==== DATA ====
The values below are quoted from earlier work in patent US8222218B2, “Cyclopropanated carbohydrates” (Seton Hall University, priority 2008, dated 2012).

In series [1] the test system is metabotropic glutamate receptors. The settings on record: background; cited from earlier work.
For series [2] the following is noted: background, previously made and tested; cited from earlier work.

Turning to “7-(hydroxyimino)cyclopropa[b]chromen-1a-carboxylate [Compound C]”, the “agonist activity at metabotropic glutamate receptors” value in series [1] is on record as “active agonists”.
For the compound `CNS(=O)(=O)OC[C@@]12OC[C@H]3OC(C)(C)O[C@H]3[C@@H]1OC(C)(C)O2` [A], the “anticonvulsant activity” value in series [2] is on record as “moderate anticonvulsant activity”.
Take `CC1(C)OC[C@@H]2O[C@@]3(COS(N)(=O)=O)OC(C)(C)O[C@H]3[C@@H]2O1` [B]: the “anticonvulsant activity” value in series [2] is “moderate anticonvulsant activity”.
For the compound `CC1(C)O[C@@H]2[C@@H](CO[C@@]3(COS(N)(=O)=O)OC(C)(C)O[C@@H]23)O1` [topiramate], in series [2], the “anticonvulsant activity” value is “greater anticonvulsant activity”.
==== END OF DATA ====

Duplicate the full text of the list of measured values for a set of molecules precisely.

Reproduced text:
The values below are quoted from earlier work in patent US8222218B2, “Cyclopropanated carbohydrates” (Seton Hall University, priority 2008, dated 2012).

In series [1] the test system is metabotropic glutamate receptors. The settings on record: background; cited from earlier work.
For series [2] the following is noted: background, previously made and tested; cited from earlier work.

Turning to “7-(hydroxyimino)cyclopropa[b]chromen-1a-carboxylate [Compound C]”, the “agonist activity at metabotropic glutamate receptors” value in series [1] is on record as “active agonists”.
For the compound `CNS(=O)(=O)OC[C@@]12OC[C@H]3OC(C)(C)O[C@H]3[C@@H]1OC(C)(C)O2` [A], the “anticonvulsant activity” value in series [2] is on record as “moderate anticonvulsant activity”.
Take `CC1(C)OC[C@@H]2O[C@@]3(COS(N)(=O)=O)OC(C)(C)O[C@H]3[C@@H]2O1` [B]: the “anticonvulsant activity” value in series [2] is “moderate anticonvulsant activity”.
For the compound `CC1(C)O[C@@H]2[C@@H](CO[C@@]3(COS(N)(=O)=O)OC(C)(C)O[C@@H]23)O1` [topiramate], in series [2], the “anticonvulsant activity” value is “greater anticonvulsant activity”.